Nervous system

803 views

Published on

lectures for Faculty of Nursing by Dr. Noura El Tahawy

Published in: Health & Medicine
0 Comments
1 Like
Statistics
Notes
  • Be the first to comment

No Downloads
Views
Total views
803
On SlideShare
0
From Embeds
0
Number of Embeds
8
Actions
Shares
0
Downloads
41
Comments
0
Likes
1
Embeds 0
No embeds

No notes for slide

Nervous system

  1. 1. Nervous System By Dr. Noura El Tahawy
  2. 2. The structural unit of the central nervous system is the neuron and its processes, supported by specialized tissue called neuroglia. The neuron cell body, has two types of protoplasmic processes: 1-Dendrites are the short multiple processes and carry impulses towards cell body. 2- Axon is single, long and carry impulses from cell body to periphery. Cytoplasm of neuron contains: 1- Nissle’s granules: small masses of ribonucleic acid. 2- Neurofibrils fine fibrils in the axon. The Neuron
  3. 3. The structure of a typical neurone
  4. 4. The nervous system is divided into two main parts: 1- Central nervous system, which consists of the brain and spinal cord. 2- Peripheral nervous system, 12 cranial nerves and 31 pairs of spinal nerves and their associated ganglia. Functionally, the nervous system can be further divided into the somatic nervous system, which controls voluntary activities, and the autonomic nervous system, which controls involuntary activities. The nervous system, together with the endocrine system, controls and integrates the activities of the different parts of the body. Nervous System
  5. 5. Central nervous system
  6. 6. Central Nervous System - BrainCentral Nervous System - Brain Cerebrum Brain Stem Cerebellum
  7. 7. Brain components Central Nervous System - BrainCentral Nervous System - Brain Cerebrum Brain Stem Cerebellum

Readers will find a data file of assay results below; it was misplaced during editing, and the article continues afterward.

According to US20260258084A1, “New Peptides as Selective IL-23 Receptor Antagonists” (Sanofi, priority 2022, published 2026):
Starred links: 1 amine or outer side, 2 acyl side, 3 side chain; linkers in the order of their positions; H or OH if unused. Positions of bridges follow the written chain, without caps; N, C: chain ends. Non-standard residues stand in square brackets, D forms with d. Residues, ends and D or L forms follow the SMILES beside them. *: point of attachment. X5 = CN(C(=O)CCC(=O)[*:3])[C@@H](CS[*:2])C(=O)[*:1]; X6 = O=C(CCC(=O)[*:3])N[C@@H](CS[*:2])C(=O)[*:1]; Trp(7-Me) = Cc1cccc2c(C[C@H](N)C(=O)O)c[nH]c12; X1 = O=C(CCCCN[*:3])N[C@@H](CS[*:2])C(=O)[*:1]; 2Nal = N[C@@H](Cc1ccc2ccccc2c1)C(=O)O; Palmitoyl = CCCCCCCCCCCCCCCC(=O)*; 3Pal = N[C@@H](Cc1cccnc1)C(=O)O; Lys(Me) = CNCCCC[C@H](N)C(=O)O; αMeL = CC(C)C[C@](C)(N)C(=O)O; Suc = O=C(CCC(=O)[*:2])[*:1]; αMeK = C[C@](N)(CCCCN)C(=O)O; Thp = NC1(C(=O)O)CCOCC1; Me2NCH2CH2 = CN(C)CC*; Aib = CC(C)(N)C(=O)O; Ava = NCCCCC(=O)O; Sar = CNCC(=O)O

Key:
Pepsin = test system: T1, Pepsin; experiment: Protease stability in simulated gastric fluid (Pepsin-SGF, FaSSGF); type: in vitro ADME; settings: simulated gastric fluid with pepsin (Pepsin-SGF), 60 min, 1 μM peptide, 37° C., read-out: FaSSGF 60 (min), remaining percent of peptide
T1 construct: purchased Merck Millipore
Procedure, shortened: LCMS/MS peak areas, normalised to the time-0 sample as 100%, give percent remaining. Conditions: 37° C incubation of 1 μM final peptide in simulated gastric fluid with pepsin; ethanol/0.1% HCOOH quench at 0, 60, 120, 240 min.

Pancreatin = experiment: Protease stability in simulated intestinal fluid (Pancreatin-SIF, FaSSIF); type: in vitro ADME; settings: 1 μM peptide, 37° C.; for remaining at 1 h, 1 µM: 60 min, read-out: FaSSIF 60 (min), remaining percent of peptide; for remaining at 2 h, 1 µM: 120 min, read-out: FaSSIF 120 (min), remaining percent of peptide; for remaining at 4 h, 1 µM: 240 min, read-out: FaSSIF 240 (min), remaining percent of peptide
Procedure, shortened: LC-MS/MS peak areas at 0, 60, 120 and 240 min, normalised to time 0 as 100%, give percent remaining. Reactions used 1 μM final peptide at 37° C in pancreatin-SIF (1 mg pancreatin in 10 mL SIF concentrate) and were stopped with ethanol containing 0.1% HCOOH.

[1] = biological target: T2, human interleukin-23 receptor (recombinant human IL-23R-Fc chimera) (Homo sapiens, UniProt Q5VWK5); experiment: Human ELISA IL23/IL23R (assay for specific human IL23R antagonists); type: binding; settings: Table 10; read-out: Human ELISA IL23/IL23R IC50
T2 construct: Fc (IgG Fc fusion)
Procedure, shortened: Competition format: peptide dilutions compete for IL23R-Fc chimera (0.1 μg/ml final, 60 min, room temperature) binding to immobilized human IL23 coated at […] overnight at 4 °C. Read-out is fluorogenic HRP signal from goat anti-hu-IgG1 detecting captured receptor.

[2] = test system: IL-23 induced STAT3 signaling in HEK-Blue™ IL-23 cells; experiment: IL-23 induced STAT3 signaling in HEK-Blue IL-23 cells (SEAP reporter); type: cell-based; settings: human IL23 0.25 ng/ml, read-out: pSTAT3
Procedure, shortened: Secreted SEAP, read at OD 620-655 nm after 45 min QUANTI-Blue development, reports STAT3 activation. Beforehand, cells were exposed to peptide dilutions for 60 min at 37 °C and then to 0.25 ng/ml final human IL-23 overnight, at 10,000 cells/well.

8. 8. Spinal Cord
  9. 9. Spinal cord within the Vertebral canal. The spinal cord is surrounded by the dura, arachnoid, and pia maters (the meninges)
  10. 10. Two segments of the spinal cord, showing cell columns in the anterior gray horn. Downloaded from: StudentConsult (on 7 July 2009 06:27 PM) © 2005 Elsevier
  11. 11. Vertebral canal, spinal cord, and spinal nerves. The adult spinal cord travels from the foramen magnum and terminates within the vertebral foramen of the first lumbar vertebra (L1) in adults.
  12. 12. Peripheral Nervous System
  13. 13. Peripheral Nervous System The peripheral nervous system consists of the cranial and spinal nerves and their associated ganglia. On dissection, the cranial and spinal nerves are seen as grayish white cords. They are made up of bundles of nerve fibers (axons) supported by delicate areolar tissue.
  14. 14. There are 12 pairs of cranial nerves that leave the brain and pass through foramina in the skull. All the nerves are distributed in the head and neck except the Xth (vagus), which also supplies structures in the thorax and abdomen. 1- Cranial Nerves
  15. 15. A total of 31 pairs of spinal nerves leave the spinal cord and pass through intervertebral foramina in the vertebral column. 2- Spinal Nerves
  16. 16. Vertebral canal, spinal cord, and spinal nerves. The adult spinal cord travels from the foramen magnum and terminates within the vertebral foramen of the first lumbar vertebra (L1) in adults.
  17. 17. Spinal nerves are named according to the region of the vertebral column with which they are associated: 8 cervical, 12 thoracic, 5 lumbar, 5 sacral, and 1 coccygeal.